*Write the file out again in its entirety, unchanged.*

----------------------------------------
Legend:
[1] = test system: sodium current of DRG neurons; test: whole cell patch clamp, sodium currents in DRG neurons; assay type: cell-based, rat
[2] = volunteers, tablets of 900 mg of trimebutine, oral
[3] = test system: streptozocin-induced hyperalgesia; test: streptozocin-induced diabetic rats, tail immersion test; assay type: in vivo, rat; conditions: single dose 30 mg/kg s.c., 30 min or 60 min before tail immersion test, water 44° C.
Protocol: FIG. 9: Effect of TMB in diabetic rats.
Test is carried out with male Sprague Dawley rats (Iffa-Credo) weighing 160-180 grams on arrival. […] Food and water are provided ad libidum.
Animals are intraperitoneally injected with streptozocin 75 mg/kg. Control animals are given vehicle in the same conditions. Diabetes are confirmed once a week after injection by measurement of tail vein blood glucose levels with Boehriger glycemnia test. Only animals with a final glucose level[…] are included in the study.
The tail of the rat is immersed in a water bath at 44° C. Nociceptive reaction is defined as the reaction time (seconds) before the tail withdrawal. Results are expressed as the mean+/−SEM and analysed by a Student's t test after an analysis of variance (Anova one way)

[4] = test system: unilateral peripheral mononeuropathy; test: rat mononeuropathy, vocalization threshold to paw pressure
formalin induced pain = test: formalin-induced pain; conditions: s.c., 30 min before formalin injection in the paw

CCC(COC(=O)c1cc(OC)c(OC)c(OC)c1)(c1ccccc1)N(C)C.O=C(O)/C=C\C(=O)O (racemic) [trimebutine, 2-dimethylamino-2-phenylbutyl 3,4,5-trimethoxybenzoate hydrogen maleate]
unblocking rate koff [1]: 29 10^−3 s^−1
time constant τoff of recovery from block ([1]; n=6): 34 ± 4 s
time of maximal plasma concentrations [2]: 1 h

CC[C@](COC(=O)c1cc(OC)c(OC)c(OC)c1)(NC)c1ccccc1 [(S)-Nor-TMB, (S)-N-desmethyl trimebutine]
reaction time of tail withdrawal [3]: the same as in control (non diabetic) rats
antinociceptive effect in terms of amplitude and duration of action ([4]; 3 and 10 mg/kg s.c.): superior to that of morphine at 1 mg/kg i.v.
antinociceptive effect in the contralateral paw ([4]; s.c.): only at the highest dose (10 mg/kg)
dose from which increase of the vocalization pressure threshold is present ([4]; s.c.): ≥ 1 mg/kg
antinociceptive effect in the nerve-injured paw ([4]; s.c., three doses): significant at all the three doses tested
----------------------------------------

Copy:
Legend:
[1] = test system: sodium current of DRG neurons; test: whole cell patch clamp, sodium currents in DRG neurons; assay type: cell-based, rat
[2] = volunteers, tablets of 900 mg of trimebutine, oral
[3] = test system: streptozocin-induced hyperalgesia; test: streptozocin-induced diabetic rats, tail immersion test; assay type: in vivo, rat; conditions: single dose 30 mg/kg s.c., 30 min or 60 min before tail immersion test, water 44° C.
Protocol: FIG. 9: Effect of TMB in diabetic rats.
Test is carried out with male Sprague Dawley rats (Iffa-Credo) weighing 160-180 grams on arrival. […] Food and water are provided ad libidum.
Animals are intraperitoneally injected with streptozocin 75 mg/kg. Control animals are given vehicle in the same conditions. Diabetes are confirmed once a week after injection by measurement of tail vein blood glucose levels with Boehriger glycemnia test. Only animals with a final glucose level[…] are included in the study.
The tail of the rat is immersed in a water bath at 44° C. Nociceptive reaction is defined as the reaction time (seconds) before the tail withdrawal. Results are expressed as the mean+/−SEM and analysed by a Student's t test after an analysis of variance (Anova one way)

[4] = test system: unilateral peripheral mononeuropathy; test: rat mononeuropathy, vocalization threshold to paw pressure
formalin induced pain = test: formalin-induced pain; conditions: s.c., 30 min before formalin injection in the paw

CCC(COC(=O)c1cc(OC)c(OC)c(OC)c1)(c1ccccc1)N(C)C.O=C(O)/C=C\C(=O)O (racemic) [trimebutine, 2-dimethylamino-2-phenylbutyl 3,4,5-trimethoxybenzoate hydrogen maleate]
unblocking rate koff [1]: 29 10^−3 s^−1
time constant τoff of recovery from block ([1]; n=6): 34 ± 4 s
time of maximal plasma concentrations [2]: 1 h

CC[C@](COC(=O)c1cc(OC)c(OC)c(OC)c1)(NC)c1ccccc1 [(S)-Nor-TMB, (S)-N-desmethyl trimebutine]
reaction time of tail withdrawal [3]: the same as in control (non diabetic) rats
antinociceptive effect in terms of amplitude and duration of action ([4]; 3 and 10 mg/kg s.c.): superior to that of morphine at 1 mg/kg i.v.
antinociceptive effect in the contralateral paw ([4]; s.c.): only at the highest dose (10 mg/kg)
dose from which increase of the vocalization pressure threshold is present ([4]; s.c.): ≥ 1 mg/kg
antinociceptive effect in the nerve-injured paw ([4]; s.c., three doses): significant at all the three doses tested